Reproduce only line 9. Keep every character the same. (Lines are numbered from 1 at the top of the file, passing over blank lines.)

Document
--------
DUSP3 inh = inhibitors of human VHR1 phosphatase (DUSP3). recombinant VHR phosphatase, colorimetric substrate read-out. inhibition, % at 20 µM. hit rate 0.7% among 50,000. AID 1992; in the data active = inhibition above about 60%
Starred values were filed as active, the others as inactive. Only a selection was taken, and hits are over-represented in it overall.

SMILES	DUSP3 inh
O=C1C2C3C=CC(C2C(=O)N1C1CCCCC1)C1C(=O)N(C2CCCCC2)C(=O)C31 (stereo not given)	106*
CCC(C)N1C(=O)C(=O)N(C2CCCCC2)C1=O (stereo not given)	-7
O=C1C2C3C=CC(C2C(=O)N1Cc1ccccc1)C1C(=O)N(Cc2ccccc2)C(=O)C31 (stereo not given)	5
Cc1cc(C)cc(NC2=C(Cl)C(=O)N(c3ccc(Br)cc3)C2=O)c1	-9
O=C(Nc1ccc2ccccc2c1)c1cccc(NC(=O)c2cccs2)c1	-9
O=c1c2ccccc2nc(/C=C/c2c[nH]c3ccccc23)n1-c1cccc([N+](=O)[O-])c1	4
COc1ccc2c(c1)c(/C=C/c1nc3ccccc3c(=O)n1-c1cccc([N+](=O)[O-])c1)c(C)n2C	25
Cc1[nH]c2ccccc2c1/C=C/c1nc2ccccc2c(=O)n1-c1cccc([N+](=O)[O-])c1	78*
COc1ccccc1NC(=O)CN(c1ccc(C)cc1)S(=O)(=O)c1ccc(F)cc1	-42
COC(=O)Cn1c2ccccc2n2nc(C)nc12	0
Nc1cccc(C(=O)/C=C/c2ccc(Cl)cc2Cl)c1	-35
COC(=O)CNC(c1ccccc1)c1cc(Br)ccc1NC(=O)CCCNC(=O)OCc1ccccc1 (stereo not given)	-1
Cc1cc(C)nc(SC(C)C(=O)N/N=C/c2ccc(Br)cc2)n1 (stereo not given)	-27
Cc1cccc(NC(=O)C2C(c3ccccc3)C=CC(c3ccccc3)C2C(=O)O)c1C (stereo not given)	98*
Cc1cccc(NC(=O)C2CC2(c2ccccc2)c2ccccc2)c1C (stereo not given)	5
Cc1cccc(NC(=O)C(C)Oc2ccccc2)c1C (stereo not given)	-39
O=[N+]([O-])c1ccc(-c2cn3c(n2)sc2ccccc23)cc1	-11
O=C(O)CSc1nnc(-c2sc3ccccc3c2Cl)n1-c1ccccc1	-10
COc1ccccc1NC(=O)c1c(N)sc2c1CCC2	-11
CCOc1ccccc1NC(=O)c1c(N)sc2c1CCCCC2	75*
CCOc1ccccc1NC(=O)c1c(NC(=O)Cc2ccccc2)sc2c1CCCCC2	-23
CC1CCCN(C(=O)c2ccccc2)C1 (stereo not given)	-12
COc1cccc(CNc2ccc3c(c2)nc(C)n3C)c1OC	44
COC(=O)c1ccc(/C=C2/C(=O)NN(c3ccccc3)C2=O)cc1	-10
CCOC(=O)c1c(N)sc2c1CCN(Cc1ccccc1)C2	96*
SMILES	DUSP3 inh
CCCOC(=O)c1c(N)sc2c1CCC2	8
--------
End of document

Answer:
O=c1c2ccccc2nc(/C=C/c2c[nH]c3ccccc23)n1-c1cccc([N+](=O)[O-])c1	4